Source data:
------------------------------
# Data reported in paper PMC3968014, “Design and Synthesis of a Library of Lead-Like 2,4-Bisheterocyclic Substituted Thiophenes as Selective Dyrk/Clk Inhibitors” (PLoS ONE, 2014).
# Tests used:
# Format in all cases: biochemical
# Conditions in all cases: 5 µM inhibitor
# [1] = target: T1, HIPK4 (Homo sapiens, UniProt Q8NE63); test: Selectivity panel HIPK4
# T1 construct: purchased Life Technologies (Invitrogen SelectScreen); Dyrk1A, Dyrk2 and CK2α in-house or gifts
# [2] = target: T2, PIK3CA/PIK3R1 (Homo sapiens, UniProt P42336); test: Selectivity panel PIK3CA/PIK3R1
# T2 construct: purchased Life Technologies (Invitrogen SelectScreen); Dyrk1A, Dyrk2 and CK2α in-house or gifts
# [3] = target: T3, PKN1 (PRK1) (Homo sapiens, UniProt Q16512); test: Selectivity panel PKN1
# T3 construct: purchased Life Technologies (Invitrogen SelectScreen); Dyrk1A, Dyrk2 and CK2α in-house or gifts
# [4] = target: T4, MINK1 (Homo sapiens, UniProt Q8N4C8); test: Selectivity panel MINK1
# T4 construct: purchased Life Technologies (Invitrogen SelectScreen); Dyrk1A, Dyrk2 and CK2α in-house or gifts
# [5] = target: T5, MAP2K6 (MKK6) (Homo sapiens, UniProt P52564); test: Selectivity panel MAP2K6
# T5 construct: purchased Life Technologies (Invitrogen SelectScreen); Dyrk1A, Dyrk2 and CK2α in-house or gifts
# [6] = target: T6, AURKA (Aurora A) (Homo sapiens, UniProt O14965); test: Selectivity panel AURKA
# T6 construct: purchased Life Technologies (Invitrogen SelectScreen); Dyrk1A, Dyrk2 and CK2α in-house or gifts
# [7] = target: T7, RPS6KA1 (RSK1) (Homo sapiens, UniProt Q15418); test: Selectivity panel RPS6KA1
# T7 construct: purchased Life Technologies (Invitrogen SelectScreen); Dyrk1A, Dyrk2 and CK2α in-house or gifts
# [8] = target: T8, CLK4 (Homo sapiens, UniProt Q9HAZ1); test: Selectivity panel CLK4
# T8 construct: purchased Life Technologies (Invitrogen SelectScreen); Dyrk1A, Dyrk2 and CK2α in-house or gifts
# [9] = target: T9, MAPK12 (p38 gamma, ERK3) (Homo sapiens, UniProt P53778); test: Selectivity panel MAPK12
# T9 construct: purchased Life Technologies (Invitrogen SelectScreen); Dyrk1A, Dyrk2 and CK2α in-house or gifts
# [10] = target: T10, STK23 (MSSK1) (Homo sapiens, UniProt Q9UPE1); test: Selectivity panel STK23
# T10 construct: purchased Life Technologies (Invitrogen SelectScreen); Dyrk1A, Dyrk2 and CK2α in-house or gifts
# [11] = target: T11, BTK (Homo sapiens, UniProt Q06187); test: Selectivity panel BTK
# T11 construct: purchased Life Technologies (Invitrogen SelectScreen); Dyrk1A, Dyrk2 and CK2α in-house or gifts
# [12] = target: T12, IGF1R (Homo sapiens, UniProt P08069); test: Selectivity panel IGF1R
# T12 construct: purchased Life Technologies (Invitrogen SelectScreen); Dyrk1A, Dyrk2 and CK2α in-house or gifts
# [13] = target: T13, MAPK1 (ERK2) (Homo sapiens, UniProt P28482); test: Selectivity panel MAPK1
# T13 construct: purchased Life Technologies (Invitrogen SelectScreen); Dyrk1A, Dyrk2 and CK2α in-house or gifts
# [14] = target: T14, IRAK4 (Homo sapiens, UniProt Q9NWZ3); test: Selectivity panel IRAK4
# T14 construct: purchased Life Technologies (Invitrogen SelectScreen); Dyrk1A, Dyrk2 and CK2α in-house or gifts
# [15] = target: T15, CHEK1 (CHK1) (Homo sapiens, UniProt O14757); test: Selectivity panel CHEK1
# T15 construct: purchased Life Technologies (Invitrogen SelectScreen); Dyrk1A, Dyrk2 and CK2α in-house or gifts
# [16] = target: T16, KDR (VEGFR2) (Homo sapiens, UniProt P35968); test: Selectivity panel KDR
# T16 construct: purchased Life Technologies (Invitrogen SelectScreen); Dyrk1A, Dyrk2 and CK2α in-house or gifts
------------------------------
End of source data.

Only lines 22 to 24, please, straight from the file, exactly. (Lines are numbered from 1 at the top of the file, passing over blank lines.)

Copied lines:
# T9 construct: purchased Life Technologies (Invitrogen SelectScreen); Dyrk1A, Dyrk2 and CK2α in-house or gifts
# [10] = target: T10, STK23 (MSSK1) (Homo sapiens, UniProt Q9UPE1); test: Selectivity panel STK23
# T10 construct: purchased Life Technologies (Invitrogen SelectScreen); Dyrk1A, Dyrk2 and CK2α in-house or gifts